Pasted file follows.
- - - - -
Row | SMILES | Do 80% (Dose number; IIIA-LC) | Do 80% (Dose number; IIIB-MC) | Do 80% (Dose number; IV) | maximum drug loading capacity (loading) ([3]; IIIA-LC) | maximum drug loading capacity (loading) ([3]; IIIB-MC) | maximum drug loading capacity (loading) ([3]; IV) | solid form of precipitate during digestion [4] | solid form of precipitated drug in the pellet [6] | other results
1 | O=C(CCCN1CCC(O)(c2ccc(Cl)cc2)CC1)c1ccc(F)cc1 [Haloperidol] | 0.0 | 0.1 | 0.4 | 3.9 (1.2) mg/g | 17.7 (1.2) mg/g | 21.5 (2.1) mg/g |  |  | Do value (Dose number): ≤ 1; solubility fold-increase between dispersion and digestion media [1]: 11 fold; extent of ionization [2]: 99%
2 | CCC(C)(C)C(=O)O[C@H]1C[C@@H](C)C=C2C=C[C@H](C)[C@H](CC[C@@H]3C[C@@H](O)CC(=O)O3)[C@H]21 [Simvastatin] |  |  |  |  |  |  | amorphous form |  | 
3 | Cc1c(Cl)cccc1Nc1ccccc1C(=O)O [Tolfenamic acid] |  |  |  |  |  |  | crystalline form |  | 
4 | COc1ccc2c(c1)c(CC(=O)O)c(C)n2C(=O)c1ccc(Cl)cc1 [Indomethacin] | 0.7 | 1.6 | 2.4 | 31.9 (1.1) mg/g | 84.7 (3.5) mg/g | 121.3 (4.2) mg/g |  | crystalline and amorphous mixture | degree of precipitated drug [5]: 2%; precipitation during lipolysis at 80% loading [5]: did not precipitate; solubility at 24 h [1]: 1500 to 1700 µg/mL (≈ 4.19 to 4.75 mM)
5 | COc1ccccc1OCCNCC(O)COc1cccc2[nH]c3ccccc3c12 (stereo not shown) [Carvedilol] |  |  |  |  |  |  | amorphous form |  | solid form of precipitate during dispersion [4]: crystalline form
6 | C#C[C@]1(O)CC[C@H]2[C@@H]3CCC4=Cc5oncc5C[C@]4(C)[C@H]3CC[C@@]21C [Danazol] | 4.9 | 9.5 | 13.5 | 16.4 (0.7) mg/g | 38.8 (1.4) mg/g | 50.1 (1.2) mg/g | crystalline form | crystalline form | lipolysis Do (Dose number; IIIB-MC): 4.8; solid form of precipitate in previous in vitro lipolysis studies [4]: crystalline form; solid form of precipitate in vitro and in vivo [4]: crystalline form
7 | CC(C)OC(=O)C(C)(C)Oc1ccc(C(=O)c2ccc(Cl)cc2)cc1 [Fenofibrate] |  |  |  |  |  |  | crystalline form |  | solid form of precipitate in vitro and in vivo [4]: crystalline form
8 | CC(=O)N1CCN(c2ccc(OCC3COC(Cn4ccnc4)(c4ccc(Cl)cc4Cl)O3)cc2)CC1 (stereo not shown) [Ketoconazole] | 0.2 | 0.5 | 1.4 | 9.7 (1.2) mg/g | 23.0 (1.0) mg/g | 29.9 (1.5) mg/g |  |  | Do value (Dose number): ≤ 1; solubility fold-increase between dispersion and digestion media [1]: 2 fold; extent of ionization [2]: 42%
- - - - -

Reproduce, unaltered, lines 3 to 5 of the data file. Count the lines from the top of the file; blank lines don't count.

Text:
2 | CCC(C)(C)C(=O)O[C@H]1C[C@@H](C)C=C2C=C[C@H](C)[C@H](CC[C@@H]3C[C@@H](O)CC(=O)O3)[C@H]21 [Simvastatin] |  |  |  |  |  |  | amorphous form |  | 
3 | Cc1c(Cl)cccc1Nc1ccccc1C(=O)O [Tolfenamic acid] |  |  |  |  |  |  | crystalline form |  | 
4 | COc1ccc2c(c1)c(CC(=O)O)c(C)n2C(=O)c1ccc(Cl)cc1 [Indomethacin] | 0.7 | 1.6 | 2.4 | 31.9 (1.1) mg/g | 84.7 (3.5) mg/g | 121.3 (4.2) mg/g |  | crystalline and amorphous mixture | degree of precipitated drug [5]: 2%; precipitation during lipolysis at 80% loading [5]: did not precipitate; solubility at 24 h [1]: 1500 to 1700 µg/mL (≈ 4.19 to 4.75 mM)